He attended high school in Edinburgh – Edinburgh Academy – where he published his first academic paper, ‘Oval Curves’ at the age of just 14. By this age, he had also completely memorized the Bible. Maxwell was an evangelical protestant, who believed his religion was a private affair. Like Isaac Newton, he saw no disagreements between his science and his religion.
Unable to properly understand the genius in their class, some of the boys at school gave Maxwell the name ‘Dafty.’
Maxwell’s school classes had as many 60 children in them. One of his classmates, W. Macfarlane later said of him:
Clerk Maxwell, when he entered the Academy, was somewhat rustic and somewhat eccentric. Boys called him ‘Dafty,’ and used to try to make fun of him. On one occasion I remember he turned with tremendous vigour, with a kind of demonic force, on his tormentors. I think he was let alone after that, and gradually won the respect even of the most thoughtless of his schoolfellows.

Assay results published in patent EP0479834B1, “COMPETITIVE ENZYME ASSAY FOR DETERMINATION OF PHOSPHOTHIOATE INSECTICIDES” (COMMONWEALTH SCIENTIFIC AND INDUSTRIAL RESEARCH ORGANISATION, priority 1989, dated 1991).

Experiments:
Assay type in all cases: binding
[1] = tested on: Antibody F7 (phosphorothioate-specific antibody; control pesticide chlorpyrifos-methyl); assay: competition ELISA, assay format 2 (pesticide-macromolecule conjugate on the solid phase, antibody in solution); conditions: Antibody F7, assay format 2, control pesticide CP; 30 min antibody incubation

Maxwell made firm friends with Lewis Campbell, who went on to became a professor of Greek at the University of St Andrews and Peter Guthrie Tait, who became a professor of physics at the University of Edinburgh.
Maxwell at University – A Student, then Professor
Aged 16, Maxwell entered Edinburgh University for three years, taking courses in physics (it was then called natural philosophy), mathematics, and philosophy. He found the courses rather easy, leaving plenty of free time for his own private scientific research. Maxwell continued to publish serious scientific papers while studying for his degree.
Aged 19, he moved to Cambridge University, studying mathematics, becoming a Fellow of Trinity College when he was 24, sharing the Smith’s Prize for theoretical physics and mathematics with Edward Routh.
In 1856, aged 25, he was awarded Edinburgh’s highest prize in mathematics, the Straiton Gold Medal, and in the same year, he was appointed to the Chair of Natural Philosophy at the University of Aberdeen, where he stayed for four years.